Dan Gurney was born with great genes. At Oberlin College where his mother Roma Sexton and father Jack did their undergrad studies, they were known as the “Golden Couple”: smart, athletic, rich, talented and beautiful. His father went on to earn his MBA from Harvard, but instead of joining Dan’s grandfather at Gurney Bearing, the family business and predecessor to SKF Bearing, Jack went to Paris to take voice lessons and became the lead basso for New York’s Metropolitan Opera Company. He also sang for the Ziegfeld Follies. Jack was hugely successful, but after 15 years in the music business he’d had enough of the constant travel, so he retired to spend more time with his family. He purchased a commercial orchard in Riverside, California specializing in citrus and avocados.
Dan graduated from Manhasset High School on Long Island, then made the trek with his parents to the West Coast just as the post-WWII “Golden Age of Hot Rodding” was blooming in Southern California. Like most young men his age in So-Cal, he fell in love with cars, and even built a Ford flathead-powered race car that he drove to 138mph at the Bonneville Salt Flats. Dan went off to Menlo Junior College, a feeder school for Stanford University, but got snatched up by the US Army and did a tour in Korea. Returning to California after his service, he began racing a Triumph TR2 in West Coast amateur events in 1955. In 1957, Dan’s 2nd place drive in Frank Arciero’s fast but ill-handling Maserati/Ferrari/Mistral race car at the first Riverside Grand Prix so impressed US Ferrari importer Luigi Chinetti that he arranged a Ferrari factory ride for him at the 1958 24 Hours of Le Mans!
A factory Ferrari drive meant Dan was on his way, and Formula 1 soon found him. He drove for most of the prestigious F1 teams of the day: Brabham, BRM, Ferrari, and Porsche. Later, and most notably, he raced—and won—in his own Gurney Eagle. But F1 wasn’t his only focus; he also raced and won in NASCAR, Sports Cars, and Indy Cars. At his home track, Riverside International Raceway, he was almost unbeatable in anything he drove and many came to call Riverside “The Track That Gurney Built.” The handsome, likable Dan was so popular with the fans that Car and Driver Magazine actively promoted him as a candidate for President of the United States until they found out he was too young to run for the office.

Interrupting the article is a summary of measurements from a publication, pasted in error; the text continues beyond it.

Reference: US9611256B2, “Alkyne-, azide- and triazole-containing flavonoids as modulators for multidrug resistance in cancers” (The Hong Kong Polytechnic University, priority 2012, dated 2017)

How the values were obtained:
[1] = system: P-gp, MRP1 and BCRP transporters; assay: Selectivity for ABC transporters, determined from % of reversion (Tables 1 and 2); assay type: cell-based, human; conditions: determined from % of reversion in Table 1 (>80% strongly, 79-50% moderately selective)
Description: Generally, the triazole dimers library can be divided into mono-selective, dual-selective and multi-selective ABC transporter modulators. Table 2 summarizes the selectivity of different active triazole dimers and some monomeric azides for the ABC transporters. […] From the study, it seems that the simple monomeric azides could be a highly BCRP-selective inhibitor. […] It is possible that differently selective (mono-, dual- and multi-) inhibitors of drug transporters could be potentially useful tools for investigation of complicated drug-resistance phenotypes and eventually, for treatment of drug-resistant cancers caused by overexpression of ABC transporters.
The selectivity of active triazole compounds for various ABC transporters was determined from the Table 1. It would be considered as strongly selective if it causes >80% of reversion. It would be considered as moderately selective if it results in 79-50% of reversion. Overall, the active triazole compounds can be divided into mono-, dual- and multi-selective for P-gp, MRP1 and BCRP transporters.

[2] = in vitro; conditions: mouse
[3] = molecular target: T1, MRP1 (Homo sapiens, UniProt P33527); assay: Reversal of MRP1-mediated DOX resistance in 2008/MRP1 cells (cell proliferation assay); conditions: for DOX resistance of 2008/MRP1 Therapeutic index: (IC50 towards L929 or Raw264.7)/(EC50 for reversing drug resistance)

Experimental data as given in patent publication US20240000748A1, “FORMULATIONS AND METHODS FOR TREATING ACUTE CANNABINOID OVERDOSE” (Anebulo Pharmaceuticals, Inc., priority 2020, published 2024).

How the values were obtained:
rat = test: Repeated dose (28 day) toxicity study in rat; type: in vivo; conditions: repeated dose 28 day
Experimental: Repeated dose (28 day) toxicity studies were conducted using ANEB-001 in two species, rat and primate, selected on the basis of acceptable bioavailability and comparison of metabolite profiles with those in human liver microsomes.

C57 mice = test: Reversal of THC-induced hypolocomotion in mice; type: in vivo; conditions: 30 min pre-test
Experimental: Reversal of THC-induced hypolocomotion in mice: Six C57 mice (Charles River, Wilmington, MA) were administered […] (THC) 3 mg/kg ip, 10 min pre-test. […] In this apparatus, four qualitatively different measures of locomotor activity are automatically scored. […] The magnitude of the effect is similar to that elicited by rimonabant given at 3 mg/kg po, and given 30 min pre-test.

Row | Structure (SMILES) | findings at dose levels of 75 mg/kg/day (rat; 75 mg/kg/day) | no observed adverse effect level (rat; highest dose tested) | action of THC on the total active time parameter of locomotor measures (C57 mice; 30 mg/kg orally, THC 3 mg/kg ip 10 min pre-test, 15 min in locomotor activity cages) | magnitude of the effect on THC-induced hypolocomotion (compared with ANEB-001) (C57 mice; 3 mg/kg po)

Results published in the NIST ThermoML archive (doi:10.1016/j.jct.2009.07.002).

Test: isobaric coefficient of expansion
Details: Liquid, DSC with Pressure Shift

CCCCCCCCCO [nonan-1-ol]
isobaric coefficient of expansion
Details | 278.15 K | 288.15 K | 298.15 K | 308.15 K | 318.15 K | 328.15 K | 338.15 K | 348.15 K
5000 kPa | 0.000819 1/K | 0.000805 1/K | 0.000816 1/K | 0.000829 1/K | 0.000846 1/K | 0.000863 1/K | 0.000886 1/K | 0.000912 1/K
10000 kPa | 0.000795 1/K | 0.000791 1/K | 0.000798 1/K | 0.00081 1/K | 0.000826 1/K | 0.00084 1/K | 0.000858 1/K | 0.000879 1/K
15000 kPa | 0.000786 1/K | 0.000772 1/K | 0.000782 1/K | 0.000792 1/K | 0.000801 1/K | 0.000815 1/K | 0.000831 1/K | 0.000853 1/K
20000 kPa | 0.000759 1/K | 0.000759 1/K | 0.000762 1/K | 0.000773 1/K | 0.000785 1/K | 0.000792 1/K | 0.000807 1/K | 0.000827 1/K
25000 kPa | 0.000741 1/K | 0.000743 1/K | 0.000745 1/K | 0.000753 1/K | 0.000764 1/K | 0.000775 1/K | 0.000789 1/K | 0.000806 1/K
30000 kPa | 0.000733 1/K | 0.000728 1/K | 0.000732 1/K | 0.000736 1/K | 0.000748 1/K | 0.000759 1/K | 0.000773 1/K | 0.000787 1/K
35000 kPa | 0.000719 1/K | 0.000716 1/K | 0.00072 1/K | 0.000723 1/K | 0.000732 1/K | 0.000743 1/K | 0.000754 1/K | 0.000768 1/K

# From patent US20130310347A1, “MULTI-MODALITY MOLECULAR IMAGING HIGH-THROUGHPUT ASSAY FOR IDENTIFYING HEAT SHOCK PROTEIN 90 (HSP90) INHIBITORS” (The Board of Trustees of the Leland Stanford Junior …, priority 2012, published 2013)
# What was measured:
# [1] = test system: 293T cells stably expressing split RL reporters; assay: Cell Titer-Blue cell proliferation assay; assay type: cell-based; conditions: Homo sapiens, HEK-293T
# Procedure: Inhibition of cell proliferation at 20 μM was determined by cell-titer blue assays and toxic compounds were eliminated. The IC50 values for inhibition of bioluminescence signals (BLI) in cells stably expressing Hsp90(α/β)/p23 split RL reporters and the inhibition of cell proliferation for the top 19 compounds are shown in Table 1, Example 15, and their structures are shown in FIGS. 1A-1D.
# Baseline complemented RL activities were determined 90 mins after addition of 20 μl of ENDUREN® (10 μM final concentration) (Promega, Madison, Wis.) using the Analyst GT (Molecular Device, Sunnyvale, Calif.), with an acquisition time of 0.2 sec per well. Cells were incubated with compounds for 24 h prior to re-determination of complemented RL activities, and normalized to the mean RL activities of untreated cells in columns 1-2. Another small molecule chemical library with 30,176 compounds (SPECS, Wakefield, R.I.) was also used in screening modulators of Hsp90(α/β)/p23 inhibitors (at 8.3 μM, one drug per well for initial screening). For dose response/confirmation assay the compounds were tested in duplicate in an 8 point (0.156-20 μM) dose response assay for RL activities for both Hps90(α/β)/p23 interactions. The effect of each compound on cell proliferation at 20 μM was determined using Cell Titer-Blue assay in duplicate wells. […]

In 1964, Gurney, driving a Shelby Cobra Daytona Coupe no. 5 with co-driver Bob Bondurant, won first place in the GT (over 3 liters) class and fourth place overall behind three prototype Ferraris. Made by Exoto.
The 1962 804 was the only winner for Porsche as a Formula 1 constructor. The 804 won the ‘62 French Grand Prix at Reims with Dan Gurney driving the no.30 (shown from AUTOart.) Powered by a flat-eight air-cooled engine, this was the car’s only win in the 1962 championship season, although Gurney won another non-points race in Stuttgart. At the end of the season, Porsche shut down their Formula 1 program.